Affiliated PhD Student
2012-present: PhD Candidate, Institute of Zoology and Laurentian University, Canada.
2011: Research Intern, Sampled Red List Index, Institute of Zoology.
2010: Science Communicator, Glasgow Science Centre.
2009-2010: MSc Ecology, Evolution and Conservation, Imperial College London.
2008: Research Officer, National Trust for Nature Conservation, Nepal.
2004-2008: BSc (Hons) Biological Sciences (Zoology), University of Edinburgh.
In recent years, it has become ever more apparent that Emerging Infectious Diseases (EIDs) have significant effects on biological communities: in some cases, causing host extinctions. While establishing the cause of extinction is difficult and candidate model species are few, amphibians appear to be an ideal specimen as increasing evidence suggests that we are facing a global population decline. Ranavirus (family Iridoviridae) and the Chytrid fungus (Batrachochytrium dendrobatidis: Bd) are the primary EIDs associated with amphibian mortalities.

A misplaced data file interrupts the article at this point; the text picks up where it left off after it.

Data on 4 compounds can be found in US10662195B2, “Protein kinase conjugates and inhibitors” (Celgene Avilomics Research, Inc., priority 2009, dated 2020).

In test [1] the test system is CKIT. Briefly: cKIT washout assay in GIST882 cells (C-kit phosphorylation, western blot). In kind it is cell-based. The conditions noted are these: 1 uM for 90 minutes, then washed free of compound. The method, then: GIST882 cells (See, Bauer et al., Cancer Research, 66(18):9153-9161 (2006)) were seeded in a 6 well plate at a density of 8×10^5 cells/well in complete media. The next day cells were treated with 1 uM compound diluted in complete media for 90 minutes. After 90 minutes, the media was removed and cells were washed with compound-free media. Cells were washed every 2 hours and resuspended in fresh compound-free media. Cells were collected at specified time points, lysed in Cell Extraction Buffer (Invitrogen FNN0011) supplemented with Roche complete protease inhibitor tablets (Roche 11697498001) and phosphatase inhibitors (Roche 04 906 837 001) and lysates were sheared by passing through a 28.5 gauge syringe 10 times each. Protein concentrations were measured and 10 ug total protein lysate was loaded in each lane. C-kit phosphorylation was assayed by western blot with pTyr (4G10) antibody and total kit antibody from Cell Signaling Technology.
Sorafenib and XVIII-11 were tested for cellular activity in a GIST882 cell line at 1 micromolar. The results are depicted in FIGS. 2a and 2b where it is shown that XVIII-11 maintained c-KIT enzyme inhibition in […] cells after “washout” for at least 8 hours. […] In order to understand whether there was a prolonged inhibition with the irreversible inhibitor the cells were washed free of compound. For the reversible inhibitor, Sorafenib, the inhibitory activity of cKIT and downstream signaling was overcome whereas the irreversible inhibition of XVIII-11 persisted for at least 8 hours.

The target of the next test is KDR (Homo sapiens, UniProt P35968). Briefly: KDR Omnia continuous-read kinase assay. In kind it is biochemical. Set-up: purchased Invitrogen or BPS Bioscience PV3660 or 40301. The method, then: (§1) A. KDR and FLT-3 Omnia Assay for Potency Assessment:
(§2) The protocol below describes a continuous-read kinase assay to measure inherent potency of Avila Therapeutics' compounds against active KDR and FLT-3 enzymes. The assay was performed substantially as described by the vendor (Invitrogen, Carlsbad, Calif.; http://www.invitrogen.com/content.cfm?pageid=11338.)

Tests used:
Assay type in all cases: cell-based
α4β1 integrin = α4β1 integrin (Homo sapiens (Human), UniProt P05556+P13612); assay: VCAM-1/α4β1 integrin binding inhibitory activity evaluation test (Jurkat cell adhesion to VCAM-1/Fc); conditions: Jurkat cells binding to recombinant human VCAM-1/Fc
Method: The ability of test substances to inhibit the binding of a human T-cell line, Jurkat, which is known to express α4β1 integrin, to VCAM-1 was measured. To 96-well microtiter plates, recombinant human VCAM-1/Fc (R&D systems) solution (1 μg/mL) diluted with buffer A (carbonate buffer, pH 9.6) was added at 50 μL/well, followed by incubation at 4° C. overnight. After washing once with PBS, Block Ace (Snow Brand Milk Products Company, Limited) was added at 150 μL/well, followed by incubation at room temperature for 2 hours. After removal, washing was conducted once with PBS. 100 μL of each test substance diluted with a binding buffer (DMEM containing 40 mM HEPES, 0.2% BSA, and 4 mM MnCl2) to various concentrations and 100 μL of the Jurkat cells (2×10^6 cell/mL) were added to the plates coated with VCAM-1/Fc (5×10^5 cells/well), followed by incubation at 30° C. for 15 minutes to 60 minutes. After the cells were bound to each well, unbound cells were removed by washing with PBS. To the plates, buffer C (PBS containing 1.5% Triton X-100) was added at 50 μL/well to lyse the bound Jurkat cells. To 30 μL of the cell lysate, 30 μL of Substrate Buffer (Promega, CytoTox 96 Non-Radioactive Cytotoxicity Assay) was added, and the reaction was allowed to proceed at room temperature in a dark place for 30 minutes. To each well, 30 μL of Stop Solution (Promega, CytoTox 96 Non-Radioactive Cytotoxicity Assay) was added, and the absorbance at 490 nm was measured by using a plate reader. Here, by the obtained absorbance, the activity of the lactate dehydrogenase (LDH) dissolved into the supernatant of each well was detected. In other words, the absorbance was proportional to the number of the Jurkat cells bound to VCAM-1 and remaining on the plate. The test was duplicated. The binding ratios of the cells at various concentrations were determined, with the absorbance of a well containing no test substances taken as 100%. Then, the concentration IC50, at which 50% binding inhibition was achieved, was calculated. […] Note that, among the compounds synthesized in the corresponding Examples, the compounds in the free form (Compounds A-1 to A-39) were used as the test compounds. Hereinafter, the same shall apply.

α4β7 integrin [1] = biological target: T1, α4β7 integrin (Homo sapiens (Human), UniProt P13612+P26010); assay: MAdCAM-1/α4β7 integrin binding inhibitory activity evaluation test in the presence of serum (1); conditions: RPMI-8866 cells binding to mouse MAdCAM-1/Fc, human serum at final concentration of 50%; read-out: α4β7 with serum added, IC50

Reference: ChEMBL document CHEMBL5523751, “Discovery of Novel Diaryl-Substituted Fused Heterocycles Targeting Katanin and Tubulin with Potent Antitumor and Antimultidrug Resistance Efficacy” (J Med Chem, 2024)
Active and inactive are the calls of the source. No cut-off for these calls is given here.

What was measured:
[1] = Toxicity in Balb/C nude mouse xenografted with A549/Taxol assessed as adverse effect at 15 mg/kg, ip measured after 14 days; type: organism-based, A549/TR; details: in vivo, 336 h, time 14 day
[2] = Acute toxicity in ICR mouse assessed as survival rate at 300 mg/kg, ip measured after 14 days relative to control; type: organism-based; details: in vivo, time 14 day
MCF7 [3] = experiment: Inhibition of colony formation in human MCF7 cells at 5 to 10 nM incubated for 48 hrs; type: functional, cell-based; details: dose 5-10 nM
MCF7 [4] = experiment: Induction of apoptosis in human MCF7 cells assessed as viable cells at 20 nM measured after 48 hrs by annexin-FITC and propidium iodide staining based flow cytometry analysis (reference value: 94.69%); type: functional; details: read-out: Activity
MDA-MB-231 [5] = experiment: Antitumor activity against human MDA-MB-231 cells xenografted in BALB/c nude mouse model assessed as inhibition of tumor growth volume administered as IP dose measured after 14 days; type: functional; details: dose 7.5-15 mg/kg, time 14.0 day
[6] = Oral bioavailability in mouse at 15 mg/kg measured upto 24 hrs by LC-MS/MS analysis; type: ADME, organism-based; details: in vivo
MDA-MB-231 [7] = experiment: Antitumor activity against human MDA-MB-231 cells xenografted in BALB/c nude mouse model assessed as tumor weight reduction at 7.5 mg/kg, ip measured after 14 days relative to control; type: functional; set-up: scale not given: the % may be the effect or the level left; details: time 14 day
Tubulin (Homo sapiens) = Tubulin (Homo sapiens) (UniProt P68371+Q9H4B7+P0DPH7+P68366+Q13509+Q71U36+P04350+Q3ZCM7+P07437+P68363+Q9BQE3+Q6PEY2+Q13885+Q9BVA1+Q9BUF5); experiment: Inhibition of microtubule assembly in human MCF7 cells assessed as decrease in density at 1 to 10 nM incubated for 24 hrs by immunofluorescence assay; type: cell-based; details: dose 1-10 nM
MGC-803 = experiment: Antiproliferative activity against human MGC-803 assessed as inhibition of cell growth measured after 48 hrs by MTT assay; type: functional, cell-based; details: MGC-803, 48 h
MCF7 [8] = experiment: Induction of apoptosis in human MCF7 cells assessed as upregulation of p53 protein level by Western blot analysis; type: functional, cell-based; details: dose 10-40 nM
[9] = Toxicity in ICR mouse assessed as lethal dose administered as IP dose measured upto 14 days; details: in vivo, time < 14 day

The Northern Leopard Frog, Lithobates (formerly Rana) pipiens, was previously common throughout its expansive Canadian range. However, in the 1970s the species underwent a dramatic decline. Presently in Eastern Canada, although common and widespread throughout southern Ontario, the species has declined in northern Ontario.
Although several causes have been suggested, both ranavirus and Bd have been detected within amphibian populations.
One of the central questions regarding the dynamics of many pathogens is to understand their pattern of spread. Previous events, such as the 2001 Foot and Mouth Disease epidemic in the UK, have highlighted the significance of barriers to transmission, such as rivers or railways. However, much more remains to be done. Most model-based projections of the spread of disease fail to account for variation in landscape. Yet, as landscape features determine the abundance and spatial distributions of hosts and pathogen vectors, it is probable that landscape heterogeneity can be instrumental in determining local disease risk, pathogen persistence and spread. Adopting L. pipiens as a vehicle for transmission, I aim to understand how environmental heterogeneity influences the emergence and spread of amphibian EIDs. I hope to address this important epidemiological issue while bridging a gap between landscape ecology and conservation management.
Dr. Trenton Garner (Institute of Zoology)
Dr. David Lesbarrères (Laurentian University)
Institute of Zoology
Laurentian University, Canada